The Greek philosopher Socrates was said to have proclaimed, “The unexamined life is not worth living.”
With a general election upon us, voters could usefully remember the unexamined political claim may not be worth much, either.
One of the most-often heard and least-widely examined claims is the perennial, “City government should be run like a business.”
The person uttering this is most often — happily for them — a present or past businessman, the implication being they are uniquely suited to fill the top job. But should city government really be run like a business, with all of us being thought of as customers?
Ask yourself this: Are the rights of a customer stronger than state and federal constitutional protections of a citizen? Who is more likely to achieve a goal through cooperation with other parties, the CEO of a privately held company used to making unilateral decisions or someone in public service who has to work with other constituents’ representatives to get things done?
Can someone truthfully claim that managing the sale of a small range of goods or services is tantamount to keeping our parks and beaches clean, our streets policed, our homes protected from fire, our trash collected, our water flowing from taps, restaurants inspected, courts in order and streets maintained?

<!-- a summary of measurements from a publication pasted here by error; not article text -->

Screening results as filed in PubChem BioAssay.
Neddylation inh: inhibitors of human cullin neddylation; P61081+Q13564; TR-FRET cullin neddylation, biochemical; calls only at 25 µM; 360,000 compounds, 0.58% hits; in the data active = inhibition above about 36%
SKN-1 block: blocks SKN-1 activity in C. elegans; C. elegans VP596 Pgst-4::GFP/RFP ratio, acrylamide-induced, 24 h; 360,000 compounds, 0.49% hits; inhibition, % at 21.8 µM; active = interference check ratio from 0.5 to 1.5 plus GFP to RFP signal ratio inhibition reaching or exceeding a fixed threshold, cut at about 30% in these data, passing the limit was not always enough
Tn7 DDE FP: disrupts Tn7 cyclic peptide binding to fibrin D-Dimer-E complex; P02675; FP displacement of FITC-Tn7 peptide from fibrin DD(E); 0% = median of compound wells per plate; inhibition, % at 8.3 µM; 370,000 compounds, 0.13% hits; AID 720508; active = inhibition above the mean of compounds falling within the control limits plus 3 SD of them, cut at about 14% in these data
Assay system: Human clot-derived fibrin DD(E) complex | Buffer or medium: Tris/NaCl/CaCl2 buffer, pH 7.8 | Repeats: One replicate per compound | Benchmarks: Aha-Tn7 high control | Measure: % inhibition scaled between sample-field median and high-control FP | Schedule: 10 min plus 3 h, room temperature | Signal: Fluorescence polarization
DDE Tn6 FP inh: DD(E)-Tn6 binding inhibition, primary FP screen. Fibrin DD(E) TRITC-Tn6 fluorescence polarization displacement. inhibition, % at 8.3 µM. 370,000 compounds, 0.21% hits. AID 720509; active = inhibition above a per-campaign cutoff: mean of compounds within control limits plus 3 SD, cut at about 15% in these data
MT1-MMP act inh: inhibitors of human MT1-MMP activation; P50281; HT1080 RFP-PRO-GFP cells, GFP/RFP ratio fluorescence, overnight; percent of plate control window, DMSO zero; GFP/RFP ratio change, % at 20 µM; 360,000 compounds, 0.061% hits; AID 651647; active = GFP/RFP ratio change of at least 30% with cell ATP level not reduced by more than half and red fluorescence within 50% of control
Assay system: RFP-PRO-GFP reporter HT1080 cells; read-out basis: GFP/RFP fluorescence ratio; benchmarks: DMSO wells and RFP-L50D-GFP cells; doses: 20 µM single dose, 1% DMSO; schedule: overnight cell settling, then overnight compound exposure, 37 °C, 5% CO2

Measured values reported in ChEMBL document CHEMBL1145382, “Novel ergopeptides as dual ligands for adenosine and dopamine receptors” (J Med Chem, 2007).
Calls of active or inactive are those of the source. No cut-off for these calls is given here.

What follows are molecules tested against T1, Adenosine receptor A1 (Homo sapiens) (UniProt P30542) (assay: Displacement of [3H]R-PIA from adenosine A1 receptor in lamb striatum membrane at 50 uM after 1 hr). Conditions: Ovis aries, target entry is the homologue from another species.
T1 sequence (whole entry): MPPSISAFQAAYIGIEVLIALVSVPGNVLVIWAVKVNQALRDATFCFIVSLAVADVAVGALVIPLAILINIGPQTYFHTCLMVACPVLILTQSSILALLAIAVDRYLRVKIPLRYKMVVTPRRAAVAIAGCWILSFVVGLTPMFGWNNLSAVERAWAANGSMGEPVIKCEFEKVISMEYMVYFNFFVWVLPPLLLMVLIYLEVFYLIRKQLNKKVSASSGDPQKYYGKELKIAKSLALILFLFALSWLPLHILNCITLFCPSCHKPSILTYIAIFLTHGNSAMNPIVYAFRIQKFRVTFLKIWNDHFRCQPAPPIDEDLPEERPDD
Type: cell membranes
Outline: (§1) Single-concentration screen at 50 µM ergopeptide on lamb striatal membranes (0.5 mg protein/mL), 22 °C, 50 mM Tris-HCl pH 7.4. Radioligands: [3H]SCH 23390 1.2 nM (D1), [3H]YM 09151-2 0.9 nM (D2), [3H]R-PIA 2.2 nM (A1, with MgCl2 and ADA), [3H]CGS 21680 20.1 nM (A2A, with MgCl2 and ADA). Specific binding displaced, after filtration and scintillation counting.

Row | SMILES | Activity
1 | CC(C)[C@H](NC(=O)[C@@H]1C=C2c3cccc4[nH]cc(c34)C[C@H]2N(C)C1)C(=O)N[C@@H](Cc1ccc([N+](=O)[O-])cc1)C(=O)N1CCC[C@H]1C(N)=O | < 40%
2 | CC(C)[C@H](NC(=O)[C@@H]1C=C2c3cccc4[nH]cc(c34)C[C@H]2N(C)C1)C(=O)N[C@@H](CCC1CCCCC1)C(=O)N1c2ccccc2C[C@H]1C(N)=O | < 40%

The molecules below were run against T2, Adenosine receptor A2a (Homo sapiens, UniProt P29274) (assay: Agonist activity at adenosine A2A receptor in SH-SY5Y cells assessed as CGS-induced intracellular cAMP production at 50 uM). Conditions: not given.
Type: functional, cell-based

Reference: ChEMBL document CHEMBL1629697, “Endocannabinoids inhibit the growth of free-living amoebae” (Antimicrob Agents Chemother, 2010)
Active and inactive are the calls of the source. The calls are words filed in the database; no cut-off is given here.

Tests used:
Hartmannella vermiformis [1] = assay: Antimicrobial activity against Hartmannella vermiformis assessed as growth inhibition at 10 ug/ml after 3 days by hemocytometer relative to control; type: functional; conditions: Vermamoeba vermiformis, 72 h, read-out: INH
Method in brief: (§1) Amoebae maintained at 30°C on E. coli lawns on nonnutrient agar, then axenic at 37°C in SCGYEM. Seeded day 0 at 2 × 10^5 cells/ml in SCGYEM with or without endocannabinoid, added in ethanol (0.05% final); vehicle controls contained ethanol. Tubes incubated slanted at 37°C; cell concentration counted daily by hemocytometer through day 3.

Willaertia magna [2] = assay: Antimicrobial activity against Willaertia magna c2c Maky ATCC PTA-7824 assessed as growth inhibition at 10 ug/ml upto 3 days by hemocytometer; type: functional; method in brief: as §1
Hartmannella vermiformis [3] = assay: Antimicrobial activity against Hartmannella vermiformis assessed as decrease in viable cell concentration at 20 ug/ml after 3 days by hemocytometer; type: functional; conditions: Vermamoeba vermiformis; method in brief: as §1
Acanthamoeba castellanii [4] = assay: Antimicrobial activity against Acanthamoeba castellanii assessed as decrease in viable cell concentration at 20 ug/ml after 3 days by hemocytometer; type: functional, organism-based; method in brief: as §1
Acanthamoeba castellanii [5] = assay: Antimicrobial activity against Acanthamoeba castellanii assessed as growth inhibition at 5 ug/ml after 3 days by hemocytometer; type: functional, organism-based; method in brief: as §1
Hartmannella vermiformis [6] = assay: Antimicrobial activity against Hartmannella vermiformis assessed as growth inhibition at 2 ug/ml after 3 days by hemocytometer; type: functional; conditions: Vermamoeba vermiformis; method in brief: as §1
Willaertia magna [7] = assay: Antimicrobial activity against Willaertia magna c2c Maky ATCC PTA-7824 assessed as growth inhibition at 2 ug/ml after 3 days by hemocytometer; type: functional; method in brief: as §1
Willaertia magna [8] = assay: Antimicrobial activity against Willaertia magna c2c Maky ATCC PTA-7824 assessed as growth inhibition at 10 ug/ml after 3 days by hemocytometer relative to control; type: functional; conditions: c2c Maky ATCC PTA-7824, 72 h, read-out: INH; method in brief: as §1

While a business, by necessity, must focus on a few things done right to thrive, most residents have the expectation that city government will do many, many diverse things well.
When it doesn’t, objections are soon to follow. If our government had been fashioned by the Founders under a business model, they would have enshrined a mercantile system, not the constitutional republic they gave us.
The individual needed to run city government effectively is not a hard-charging solo star but someone who understands that real leadership and cooperation with others are not incompatible traits. In fact, they’re indispensable if anything of substance is to be achieved and true public service rendered.
We as voters should carefully discriminate between a candidate who provides realistic and detailed proposals for the challenges we face and those who employ the same tired catchphrases and empty rhetoric that has been trotted out for years.
While the happy words provide a brief feeling of well-being, we soon understand we are no closer to solving a problem than before. Sometimes, it requires facing up to unpleasant realities to take the first steps toward improving our condition.
Glossing over problems is not the answer. As Ayn Rand cautioned, “You can ignore reality, but you cannot ignore the consequences of ignoring reality.”
Finally, while we’re on the lookout for these sorts of political empty calories, we might want to keep alert for the candidate with all the answers, the one who knows exactly what needs to be done and how to skillfully guide us for the next few years.
After all, it was the same Socrates who said, “Wisdom is knowing how little we know.”
Wayne D. Holt lives in Galveston.